In nearly Spanish based on vernacular without benefit of grammar,
learned thirty years ago from Quintana Roo to Guayaquil, I explain
the need for a reasonable room to the nodding cabby. He drops me off
at the Hosteria de Convento, a former nunnery with common courtyard,
quasi-religious artwork, comfy couch and chairs, trellised bougainvillea,
blue-tiled outdoor cooking and washing facilities,
a metal table with chairs and an ancient color TV hooked
to an antenna perched on a rooftop-high wooden pole
delicately spun to enhance two channels playing non-stop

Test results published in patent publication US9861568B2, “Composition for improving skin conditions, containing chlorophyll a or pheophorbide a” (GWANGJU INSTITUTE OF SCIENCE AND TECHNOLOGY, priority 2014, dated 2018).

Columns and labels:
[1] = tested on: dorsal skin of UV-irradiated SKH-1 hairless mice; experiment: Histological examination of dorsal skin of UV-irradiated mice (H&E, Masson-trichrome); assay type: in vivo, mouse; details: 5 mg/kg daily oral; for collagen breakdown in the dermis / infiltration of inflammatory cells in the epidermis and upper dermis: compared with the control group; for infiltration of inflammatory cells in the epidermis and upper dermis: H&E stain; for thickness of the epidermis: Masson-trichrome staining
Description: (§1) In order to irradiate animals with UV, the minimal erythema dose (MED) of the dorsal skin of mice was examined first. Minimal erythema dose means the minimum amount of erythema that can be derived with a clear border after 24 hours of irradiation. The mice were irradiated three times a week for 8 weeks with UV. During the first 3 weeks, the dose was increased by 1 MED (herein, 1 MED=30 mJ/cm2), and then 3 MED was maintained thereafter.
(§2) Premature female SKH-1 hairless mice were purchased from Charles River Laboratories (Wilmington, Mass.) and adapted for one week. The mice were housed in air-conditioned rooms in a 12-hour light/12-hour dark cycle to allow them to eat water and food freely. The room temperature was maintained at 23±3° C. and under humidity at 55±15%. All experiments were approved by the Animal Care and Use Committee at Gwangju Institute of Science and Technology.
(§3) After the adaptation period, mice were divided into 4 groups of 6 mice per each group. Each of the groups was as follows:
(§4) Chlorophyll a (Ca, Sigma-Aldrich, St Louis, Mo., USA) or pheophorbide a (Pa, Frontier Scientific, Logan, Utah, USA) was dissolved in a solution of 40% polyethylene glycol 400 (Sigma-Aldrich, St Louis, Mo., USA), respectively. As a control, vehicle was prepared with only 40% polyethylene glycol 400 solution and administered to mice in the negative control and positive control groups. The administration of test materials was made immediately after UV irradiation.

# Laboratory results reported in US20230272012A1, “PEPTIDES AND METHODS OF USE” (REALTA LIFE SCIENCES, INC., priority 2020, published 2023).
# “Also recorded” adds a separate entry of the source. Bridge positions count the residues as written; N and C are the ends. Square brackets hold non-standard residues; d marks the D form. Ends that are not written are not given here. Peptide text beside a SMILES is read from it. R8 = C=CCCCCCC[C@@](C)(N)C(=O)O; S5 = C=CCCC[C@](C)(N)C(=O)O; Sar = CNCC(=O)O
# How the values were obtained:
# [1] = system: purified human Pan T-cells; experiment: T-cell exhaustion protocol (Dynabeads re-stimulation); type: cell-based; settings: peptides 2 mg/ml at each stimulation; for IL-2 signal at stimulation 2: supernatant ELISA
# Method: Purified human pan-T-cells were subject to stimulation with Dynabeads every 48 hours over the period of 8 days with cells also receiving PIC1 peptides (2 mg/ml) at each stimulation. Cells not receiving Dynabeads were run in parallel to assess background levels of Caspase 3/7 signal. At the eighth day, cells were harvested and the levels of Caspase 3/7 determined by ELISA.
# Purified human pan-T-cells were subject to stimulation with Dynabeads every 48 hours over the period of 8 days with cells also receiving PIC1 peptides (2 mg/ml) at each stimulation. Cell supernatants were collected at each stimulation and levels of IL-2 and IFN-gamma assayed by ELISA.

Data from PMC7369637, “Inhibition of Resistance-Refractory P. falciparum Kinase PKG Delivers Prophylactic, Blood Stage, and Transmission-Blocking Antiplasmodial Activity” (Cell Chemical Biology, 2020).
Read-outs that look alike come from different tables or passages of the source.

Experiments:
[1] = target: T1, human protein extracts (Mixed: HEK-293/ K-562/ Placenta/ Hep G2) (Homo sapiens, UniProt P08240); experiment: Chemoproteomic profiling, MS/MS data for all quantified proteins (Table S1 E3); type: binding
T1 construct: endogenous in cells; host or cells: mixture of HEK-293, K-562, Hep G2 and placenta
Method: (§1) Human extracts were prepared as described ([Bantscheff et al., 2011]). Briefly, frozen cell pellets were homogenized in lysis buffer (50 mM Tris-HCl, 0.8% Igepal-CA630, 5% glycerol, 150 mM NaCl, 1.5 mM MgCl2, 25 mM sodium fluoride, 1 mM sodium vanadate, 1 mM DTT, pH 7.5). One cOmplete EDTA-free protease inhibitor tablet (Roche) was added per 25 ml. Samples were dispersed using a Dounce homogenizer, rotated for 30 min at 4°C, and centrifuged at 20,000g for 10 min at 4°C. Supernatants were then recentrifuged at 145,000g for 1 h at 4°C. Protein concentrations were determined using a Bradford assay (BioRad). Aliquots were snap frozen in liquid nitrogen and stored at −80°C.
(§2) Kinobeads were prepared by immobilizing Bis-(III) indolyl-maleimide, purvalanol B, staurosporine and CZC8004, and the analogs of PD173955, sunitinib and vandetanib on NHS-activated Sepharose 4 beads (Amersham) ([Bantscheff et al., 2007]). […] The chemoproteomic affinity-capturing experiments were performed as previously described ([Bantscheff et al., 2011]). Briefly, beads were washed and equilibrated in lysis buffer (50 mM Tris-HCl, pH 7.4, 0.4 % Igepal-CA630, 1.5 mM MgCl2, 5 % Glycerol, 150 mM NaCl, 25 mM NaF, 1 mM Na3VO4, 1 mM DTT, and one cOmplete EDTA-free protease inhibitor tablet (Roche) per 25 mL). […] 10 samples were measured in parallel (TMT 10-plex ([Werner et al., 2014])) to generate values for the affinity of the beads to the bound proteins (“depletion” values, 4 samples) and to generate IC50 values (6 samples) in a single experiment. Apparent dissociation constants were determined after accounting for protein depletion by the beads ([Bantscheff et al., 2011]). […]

Latino soaps, game shows, movies and occasional football matches.
Exposed logs support a tall ceiling in my corner room, complete
with a multiple speed fan in lieu of air conditioning, raised concrete bed
with mattress and clean sheets, tiled floors and wainscoting,
sun warmed shower with commode, hasps and padlocks on a peeling door
with louvers that highlight an intriguing shade of aqua over repetitive
surfaces and angles from daybreak to glorious Mexican morning.
I dine on pescado empanizado, almejas, ostra and pulpo at a street stand
under a tree whose roots muscled this sidewalk before Pancho Villa.
Three bucks buys dinner and a drink, with entertaining, eclectic company
at a boisterous intersection spiced with local Latinas flaunting curvy,
soft everyday salsa. $20 a day and I‘m styling in the rhythm of the calle,
not on a guided tour safe in a $200 a day air conditioned room behind
locked gates and security guards, hanging on to my precious for dear life.